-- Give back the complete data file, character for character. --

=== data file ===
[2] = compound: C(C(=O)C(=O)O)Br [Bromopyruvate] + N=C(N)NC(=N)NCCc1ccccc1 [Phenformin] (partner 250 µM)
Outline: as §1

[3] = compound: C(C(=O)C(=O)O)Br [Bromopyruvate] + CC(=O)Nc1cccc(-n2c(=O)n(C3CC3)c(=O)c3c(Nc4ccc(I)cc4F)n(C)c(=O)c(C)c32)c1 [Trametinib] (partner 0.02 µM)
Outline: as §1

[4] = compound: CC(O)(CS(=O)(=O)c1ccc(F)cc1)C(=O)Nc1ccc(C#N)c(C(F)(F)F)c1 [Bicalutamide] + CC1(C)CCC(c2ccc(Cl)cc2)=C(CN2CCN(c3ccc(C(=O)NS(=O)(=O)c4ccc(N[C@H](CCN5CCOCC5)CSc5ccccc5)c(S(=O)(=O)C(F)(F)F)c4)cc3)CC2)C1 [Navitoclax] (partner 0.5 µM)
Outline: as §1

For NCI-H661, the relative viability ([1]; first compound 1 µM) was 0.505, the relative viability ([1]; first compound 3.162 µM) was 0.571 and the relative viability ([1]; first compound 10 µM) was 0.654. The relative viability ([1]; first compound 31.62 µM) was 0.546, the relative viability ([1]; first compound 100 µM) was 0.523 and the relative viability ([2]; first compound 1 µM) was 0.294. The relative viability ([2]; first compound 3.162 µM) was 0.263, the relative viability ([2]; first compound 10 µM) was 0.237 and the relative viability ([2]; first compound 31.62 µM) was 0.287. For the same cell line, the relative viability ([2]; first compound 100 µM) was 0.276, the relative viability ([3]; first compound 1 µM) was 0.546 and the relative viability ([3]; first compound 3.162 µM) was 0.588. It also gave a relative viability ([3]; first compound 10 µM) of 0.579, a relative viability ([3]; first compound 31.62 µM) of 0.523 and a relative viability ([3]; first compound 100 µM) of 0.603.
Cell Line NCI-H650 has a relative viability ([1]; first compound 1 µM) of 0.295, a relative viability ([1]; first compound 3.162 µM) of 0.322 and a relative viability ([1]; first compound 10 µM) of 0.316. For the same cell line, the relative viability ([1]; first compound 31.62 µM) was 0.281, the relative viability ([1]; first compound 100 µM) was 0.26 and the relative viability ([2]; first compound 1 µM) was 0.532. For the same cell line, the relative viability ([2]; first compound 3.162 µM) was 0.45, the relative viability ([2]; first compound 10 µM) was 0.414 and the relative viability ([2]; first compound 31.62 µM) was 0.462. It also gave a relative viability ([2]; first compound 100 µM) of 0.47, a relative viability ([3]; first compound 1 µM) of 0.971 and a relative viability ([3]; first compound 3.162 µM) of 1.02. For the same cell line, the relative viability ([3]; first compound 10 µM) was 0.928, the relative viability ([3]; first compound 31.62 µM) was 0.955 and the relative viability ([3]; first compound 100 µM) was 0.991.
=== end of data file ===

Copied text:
[2] = compound: C(C(=O)C(=O)O)Br [Bromopyruvate] + N=C(N)NC(=N)NCCc1ccccc1 [Phenformin] (partner 250 µM)
Outline: as §1

[3] = compound: C(C(=O)C(=O)O)Br [Bromopyruvate] + CC(=O)Nc1cccc(-n2c(=O)n(C3CC3)c(=O)c3c(Nc4ccc(I)cc4F)n(C)c(=O)c(C)c32)c1 [Trametinib] (partner 0.02 µM)
Outline: as §1

[4] = compound: CC(O)(CS(=O)(=O)c1ccc(F)cc1)C(=O)Nc1ccc(C#N)c(C(F)(F)F)c1 [Bicalutamide] + CC1(C)CCC(c2ccc(Cl)cc2)=C(CN2CCN(c3ccc(C(=O)NS(=O)(=O)c4ccc(N[C@H](CCN5CCOCC5)CSc5ccccc5)c(S(=O)(=O)C(F)(F)F)c4)cc3)CC2)C1 [Navitoclax] (partner 0.5 µM)
Outline: as §1

For NCI-H661, the relative viability ([1]; first compound 1 µM) was 0.505, the relative viability ([1]; first compound 3.162 µM) was 0.571 and the relative viability ([1]; first compound 10 µM) was 0.654. The relative viability ([1]; first compound 31.62 µM) was 0.546, the relative viability ([1]; first compound 100 µM) was 0.523 and the relative viability ([2]; first compound 1 µM) was 0.294. The relative viability ([2]; first compound 3.162 µM) was 0.263, the relative viability ([2]; first compound 10 µM) was 0.237 and the relative viability ([2]; first compound 31.62 µM) was 0.287. For the same cell line, the relative viability ([2]; first compound 100 µM) was 0.276, the relative viability ([3]; first compound 1 µM) was 0.546 and the relative viability ([3]; first compound 3.162 µM) was 0.588. It also gave a relative viability ([3]; first compound 10 µM) of 0.579, a relative viability ([3]; first compound 31.62 µM) of 0.523 and a relative viability ([3]; first compound 100 µM) of 0.603.
Cell Line NCI-H650 has a relative viability ([1]; first compound 1 µM) of 0.295, a relative viability ([1]; first compound 3.162 µM) of 0.322 and a relative viability ([1]; first compound 10 µM) of 0.316. For the same cell line, the relative viability ([1]; first compound 31.62 µM) was 0.281, the relative viability ([1]; first compound 100 µM) was 0.26 and the relative viability ([2]; first compound 1 µM) was 0.532. For the same cell line, the relative viability ([2]; first compound 3.162 µM) was 0.45, the relative viability ([2]; first compound 10 µM) was 0.414 and the relative viability ([2]; first compound 31.62 µM) was 0.462. It also gave a relative viability ([2]; first compound 100 µM) of 0.47, a relative viability ([3]; first compound 1 µM) of 0.971 and a relative viability ([3]; first compound 3.162 µM) of 1.02. For the same cell line, the relative viability ([3]; first compound 10 µM) was 0.928, the relative viability ([3]; first compound 31.62 µM) was 0.955 and the relative viability ([3]; first compound 100 µM) was 0.991.